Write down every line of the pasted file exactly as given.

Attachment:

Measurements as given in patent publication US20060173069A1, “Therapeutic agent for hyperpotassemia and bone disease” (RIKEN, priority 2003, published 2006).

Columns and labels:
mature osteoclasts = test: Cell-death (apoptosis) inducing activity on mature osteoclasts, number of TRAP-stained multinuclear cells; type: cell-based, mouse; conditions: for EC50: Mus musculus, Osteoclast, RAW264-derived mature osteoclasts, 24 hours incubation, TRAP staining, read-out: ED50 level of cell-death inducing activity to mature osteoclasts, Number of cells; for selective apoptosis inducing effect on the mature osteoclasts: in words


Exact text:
Measurements as given in patent publication US20060173069A1, “Therapeutic agent for hyperpotassemia and bone disease” (RIKEN, priority 2003, published 2006).

Columns and labels:
mature osteoclasts = test: Cell-death (apoptosis) inducing activity on mature osteoclasts, number of TRAP-stained multinuclear cells; type: cell-based, mouse; conditions: for EC50: Mus musculus, Osteoclast, RAW264-derived mature osteoclasts, 24 hours incubation, TRAP staining, read-out: ED50 level of cell-death inducing activity to mature osteoclasts, Number of cells; for selective apoptosis inducing effect on the mature osteoclasts: in words